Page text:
This article can be seen as an appendix to the one about Ivan Petrov. The purpose of the article is to illustrate how much longer certain Russian rulers might live in the next revision of history; and this is assuming that, by way of Petrov, Western medicine enters Russia along with the Renaissance. (In Russia, Western medicine is mixed with that indigenous to Russia and the rest of Eastern Europe.) In regards to the Grand Princes of Moscow during the Mongol era, with the exception of Vasily I, who rules at the time of Petrov’s return to Russia in 1395, their dates of death as noted remain unchanged and are based on personal research.
Grand Princes of Moscow (1283-1399)
Daniel (1261-1303; reigned 1283-1303)
Yuri (1281-1325; reigned 1303-1325)
Ivan I (1288-1340; reigned 1332-1340)
Simeon (1316-1353; reigned 1340-1353)
Ivan II (1326-1359; reigned 1353-1359)
Dmitri Donskoy (1350-1389; reigned 1359-1389)
Vasily I* (1371-1435; reigned 1389-1399**)
* – Last grand prince of Moscow.
** – Vasily I became grand prince of all Russia after the entry of the Renaissance, the ousting of the Mongols, and the subsequent unification of Russia, all having taken place by late in 1399.
Grand Princes of Russia (1399-1480)
Vasily I (1371-1435; reigned 1399-1435)
Vasily II (1415-1470; reigned 1435-1470)
Ivan III “the Great”* (1440-1517; reigned 1470-1480**)
* – Last grand prince of Russia.
** – Ivan the Great was crowned the first czar of Russia in 1480.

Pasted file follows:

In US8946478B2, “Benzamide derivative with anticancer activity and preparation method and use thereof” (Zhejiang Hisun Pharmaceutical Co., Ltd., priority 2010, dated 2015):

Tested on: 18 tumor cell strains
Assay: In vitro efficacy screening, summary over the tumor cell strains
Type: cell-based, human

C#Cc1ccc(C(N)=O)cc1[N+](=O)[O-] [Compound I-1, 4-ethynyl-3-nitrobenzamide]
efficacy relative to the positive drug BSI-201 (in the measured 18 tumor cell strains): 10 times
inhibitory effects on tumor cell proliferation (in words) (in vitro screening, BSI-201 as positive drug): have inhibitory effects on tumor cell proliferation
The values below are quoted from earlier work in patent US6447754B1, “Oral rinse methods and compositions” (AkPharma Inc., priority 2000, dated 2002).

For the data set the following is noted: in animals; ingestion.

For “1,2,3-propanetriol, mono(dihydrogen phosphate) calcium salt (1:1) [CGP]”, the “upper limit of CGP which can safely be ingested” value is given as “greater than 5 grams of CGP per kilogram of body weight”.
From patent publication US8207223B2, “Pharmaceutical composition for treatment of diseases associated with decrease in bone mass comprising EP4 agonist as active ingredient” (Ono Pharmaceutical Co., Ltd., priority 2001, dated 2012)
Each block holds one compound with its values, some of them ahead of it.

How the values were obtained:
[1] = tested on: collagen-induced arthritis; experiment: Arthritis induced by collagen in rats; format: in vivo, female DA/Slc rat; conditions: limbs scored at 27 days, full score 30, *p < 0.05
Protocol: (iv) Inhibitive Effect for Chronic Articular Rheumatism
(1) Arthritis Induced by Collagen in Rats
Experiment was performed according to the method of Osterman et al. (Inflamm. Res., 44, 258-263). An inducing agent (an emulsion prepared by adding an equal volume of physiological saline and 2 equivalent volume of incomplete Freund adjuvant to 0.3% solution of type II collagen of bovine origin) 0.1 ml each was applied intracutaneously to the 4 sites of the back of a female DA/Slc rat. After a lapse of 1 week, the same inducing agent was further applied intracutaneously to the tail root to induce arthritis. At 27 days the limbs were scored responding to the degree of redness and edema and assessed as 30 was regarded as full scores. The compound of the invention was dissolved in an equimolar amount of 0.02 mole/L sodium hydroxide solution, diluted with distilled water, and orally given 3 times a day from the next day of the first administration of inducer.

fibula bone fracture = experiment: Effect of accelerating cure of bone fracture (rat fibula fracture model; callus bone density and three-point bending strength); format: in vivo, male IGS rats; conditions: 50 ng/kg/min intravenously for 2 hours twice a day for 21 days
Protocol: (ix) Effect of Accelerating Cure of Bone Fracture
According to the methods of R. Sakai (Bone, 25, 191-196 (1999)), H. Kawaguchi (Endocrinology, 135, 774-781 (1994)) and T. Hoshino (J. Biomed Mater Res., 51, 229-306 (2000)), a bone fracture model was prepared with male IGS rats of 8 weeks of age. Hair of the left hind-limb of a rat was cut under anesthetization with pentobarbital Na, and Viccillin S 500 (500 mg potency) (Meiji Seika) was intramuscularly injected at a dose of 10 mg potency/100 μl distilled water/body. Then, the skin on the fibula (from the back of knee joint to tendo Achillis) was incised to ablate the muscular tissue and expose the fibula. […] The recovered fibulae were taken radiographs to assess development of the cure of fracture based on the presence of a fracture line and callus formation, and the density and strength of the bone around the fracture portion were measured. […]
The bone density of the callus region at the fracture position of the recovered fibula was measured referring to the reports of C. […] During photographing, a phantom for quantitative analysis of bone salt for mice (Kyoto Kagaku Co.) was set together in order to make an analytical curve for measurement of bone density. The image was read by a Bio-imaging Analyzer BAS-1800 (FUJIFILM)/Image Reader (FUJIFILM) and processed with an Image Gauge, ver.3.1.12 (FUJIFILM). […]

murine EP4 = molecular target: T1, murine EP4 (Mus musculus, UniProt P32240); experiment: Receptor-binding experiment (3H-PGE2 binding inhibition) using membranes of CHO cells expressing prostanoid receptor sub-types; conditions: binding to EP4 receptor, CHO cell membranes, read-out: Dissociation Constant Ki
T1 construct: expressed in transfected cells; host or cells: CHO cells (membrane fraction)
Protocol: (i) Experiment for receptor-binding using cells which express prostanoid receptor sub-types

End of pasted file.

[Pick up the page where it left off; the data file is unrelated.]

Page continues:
Czars of Russia (1480-1721)
Ivan III “the Great” (1440-1517; reigned 1480-1517)
Vasily III (1479-1543; reigned 1517-1543)
Ivan IV “the Terrible” (1530-1584; reigned 1543-1584)
Fyodor I (1557-1598; reigned 1584-1598)
Boris Godunov (c. 1551-1605; reigned 1598-1605)
Fyodor II (1589-1605; reigned 1605)
False Dmitri (c. 1581-1606; reigned 1605-1606)
Vasily IV (1552-1620; reigned 1606-1610)
Vladislav* (1595-1648; reigned 1610-1612)
Michael (1596-1652; reigned 1613-1652)
Alexis (1629-1690; reigned 1652-1690)
Ivan V (1666-1696; reigned 1690-1696)
Peter I “the Great”** (1672-1725; reigned 1690-1721***)
* – Also known as Wladyslaw IV, king of Poland.
** – Last czar of Russia.
*** – Peter the Great named himself the first emperor of Russia in 1721, and he was crowned as such.
Emperors and Empresses of Russia (1721-1917)
Peter I “the Great” (1672-1725; reigned 1721-1725)
Catherine I (1684-1727; reigned 1725-1727)
Peter II (1715-1730; reigned 1727-1730)
Anna (1693-1740; reigned 1730-1740)
Ivan VI (1740-1764; reigned 1740-1741)
Elizabeth (1709-1762; reigned 1741-1762)
Peter III (1728-1762; reigned 1762)
Catherine II “the Great”* (1729-1796; reigned 1762-1796)
Paul (1754-1801; reigned 1796-1801)
Alexander I (1777-1825; reigned 1801-1825)
Nicholas I (1796-1855; reigned 1825-1855)
Alexander II (1818-1881; reigned 1855-1881)
Alexander III (1845-1894; reigned 1881-1894)
Nicholas II (1868-1918; reigned 1894-1917)
* – Side note: Under the reign of Catherine the Great, in 1776, Russia officially adopted the use of the Gregorian calendar, replacing the Julian calendar, which had been in official use throughout Russia since 1399.
- In the current version of history, the Julian calendar isn’t replaced by the Gregorian calendar until the Russian Revolution in 1917, probably due to the “Westernization” of Russia arriving late, during the reign of Peter the Great, in the early 1700s. But as can be seen in my article on Ivan Petrov, where “Westernization” comes to Russia by way of the Renaissance in the end of the 1300s, we can assume that by 1776; at a time when the Gregorian calendar is already dominant in the areas of Europe, the New World colonies, etc. that are predominately Roman Catholic or Protestant; Eastern Orthodox Christian countries like Russia should wish to be in vogue with the rest of Western civilization.